The Italian Christmas tradition that will really make your kids wish they could be in Italy during Christmas holidays is “La Befana”! Keep reading to explore with me the origins of this super kid-friendly Italian Christmas tradition!La Befana Italian tradition on Tapsy Blog

Italy is one of the most welcoming countries in the world for families with children, that’s why I have chosen to run amazing family tours in Rome, Pompeii and AlberobelloCome and explore them with me to discover the best of the Italian culture with your kids!

Rome with kids_Tapsy Tours for families with kidsTHE ICONOGRAPHY OF LA “BEFANA” ITALIAN CHRISTMAS TRADITION

La Befana is usually represented as an old woman wearing old clothes and travelling on a flying battered bloom. According to the Italian Christmas tradition, during the night between January 5th and 6th, she fills up with sweets and candies the socks of good kids. The bigger, the better! Do you wish you could have mine?

Socks on the chimney for la Befana Christmas tradition in Italy_Tapsy Blog

On the contrary, kids who haven’t behaved during the year, will only receive coal and garlic! All right, kids?

To bring all these goods, she is usually portrayed with a huge, heavy and old sack full of keyholes on her shoulders. Poor Befana…


The origins of La Befana can be traced as back as to the Roman Empire. Some people say that it is the development of pre-christian festivities that used to take place at the beginning of the year. Others that it was linked to the Roman Calendar, when Romans, to propitiate divinities, used to run worships. What is sure is that from Middle Ages on, the tradition of La Befana started to widespread all over Italy and to resemble the old “witch” that nowadays kids still wait for at the Epiphany Day!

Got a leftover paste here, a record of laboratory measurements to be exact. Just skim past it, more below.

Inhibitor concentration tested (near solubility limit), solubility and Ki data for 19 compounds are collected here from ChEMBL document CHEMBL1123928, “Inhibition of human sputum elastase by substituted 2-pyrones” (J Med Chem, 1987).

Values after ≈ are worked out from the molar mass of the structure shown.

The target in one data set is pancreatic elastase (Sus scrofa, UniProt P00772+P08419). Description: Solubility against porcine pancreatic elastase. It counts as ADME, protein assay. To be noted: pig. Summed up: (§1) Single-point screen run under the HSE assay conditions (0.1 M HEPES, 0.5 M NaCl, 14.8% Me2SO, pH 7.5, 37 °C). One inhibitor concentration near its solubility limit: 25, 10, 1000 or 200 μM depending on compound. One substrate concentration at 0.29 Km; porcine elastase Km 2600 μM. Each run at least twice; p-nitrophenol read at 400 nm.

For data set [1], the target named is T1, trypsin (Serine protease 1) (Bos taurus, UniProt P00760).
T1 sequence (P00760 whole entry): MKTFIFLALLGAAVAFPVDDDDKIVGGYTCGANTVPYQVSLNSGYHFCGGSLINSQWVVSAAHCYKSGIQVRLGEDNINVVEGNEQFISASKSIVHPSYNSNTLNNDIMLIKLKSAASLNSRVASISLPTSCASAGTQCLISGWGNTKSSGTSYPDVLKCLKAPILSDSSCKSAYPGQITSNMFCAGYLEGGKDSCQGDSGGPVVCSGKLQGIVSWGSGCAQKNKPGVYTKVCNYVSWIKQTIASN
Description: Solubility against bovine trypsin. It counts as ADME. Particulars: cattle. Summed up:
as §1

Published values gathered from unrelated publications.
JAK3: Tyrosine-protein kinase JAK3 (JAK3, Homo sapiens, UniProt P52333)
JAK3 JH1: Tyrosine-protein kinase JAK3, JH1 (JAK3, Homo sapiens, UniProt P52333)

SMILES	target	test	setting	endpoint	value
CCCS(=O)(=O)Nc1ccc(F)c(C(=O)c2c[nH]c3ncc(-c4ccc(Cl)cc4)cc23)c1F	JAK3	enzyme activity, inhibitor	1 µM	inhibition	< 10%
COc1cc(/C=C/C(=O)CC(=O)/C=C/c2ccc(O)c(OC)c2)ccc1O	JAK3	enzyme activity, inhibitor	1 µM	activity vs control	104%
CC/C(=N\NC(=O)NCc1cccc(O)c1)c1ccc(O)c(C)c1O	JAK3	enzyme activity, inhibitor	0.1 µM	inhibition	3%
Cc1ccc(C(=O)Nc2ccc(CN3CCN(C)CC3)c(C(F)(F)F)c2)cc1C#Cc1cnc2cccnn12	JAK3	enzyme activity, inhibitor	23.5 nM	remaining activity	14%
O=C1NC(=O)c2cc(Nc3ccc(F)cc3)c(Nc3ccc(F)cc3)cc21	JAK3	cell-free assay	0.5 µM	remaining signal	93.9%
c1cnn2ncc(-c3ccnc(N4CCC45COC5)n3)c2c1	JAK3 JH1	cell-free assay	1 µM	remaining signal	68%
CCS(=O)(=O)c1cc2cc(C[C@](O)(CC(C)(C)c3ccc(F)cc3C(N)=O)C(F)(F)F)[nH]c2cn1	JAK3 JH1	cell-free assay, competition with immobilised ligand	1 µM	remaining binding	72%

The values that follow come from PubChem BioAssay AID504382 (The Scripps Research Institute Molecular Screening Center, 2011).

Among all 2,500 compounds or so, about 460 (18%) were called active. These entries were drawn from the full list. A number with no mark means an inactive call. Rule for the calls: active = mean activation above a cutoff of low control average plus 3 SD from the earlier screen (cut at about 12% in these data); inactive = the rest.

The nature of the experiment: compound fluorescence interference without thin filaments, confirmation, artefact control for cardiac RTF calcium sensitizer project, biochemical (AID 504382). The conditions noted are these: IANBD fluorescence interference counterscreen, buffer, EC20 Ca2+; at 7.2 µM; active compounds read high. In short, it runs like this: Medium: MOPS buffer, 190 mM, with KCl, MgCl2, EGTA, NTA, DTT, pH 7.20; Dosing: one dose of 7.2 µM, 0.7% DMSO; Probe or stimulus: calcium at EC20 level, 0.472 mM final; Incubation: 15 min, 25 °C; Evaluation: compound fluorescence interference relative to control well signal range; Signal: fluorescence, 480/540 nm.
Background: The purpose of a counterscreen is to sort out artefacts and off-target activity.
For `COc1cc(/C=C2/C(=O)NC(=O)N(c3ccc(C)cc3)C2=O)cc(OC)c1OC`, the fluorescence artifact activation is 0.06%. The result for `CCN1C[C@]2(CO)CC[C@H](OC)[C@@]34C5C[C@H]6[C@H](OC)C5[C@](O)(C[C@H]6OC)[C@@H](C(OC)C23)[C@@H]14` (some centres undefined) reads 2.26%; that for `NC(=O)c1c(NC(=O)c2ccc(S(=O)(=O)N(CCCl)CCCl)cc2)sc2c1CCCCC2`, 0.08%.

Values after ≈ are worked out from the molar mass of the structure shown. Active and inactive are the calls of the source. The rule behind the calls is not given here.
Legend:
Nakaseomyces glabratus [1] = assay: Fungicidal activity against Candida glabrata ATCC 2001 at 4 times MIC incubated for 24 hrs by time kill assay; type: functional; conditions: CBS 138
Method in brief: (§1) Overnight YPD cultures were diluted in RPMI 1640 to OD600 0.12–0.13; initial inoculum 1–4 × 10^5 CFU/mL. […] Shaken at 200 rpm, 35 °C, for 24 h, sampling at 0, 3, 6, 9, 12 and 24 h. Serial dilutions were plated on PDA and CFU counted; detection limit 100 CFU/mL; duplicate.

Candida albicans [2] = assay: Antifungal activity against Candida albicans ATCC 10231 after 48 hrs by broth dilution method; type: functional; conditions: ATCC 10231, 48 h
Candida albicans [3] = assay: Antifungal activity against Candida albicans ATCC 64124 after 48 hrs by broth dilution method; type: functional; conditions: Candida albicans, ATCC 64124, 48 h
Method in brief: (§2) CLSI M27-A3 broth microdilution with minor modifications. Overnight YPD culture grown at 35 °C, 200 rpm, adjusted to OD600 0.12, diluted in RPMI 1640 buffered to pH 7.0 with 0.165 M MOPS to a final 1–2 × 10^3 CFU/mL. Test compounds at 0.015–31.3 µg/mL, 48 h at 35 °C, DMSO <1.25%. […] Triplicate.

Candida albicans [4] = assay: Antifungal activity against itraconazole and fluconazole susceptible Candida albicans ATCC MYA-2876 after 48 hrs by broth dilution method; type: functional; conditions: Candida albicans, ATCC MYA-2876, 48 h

Epiphany Day in Italy_Tapsy Blog

According to the legend, when the Magi were travelling towards the newborn Jesus Christ to bring him gifts, they stopped an old woman with a broom in her hand and asked her for the way to the Jerusalem. Just after indicating them the way, she regretted not going with them and started knocking at every  door to ask them if they saw the Magi passing by. In exchange for their help, the old woman started giving any kind of sweets to kids.


The Italian Christmas tradition of La Befana hasn’t changed much during the centuries. Maybe she has became older, wiser and more generous, but, to follow the tradition, she still brings at least a small piece of coal (lucky ones receive a sweet version made of sugar) to each child, because everyone has something to be forgiven for, isn’t it?

According to the evolution of the tradition, nowadays kids leave a small plate with something to eat for the old woman to help her head out on this long journey through the houses of all kids.

La Befana Epiphany socks_Tapsy Blog

If you head to Italy, don’t forget to bring your biggest sock with you and to call me to discover other curiosities about Italy!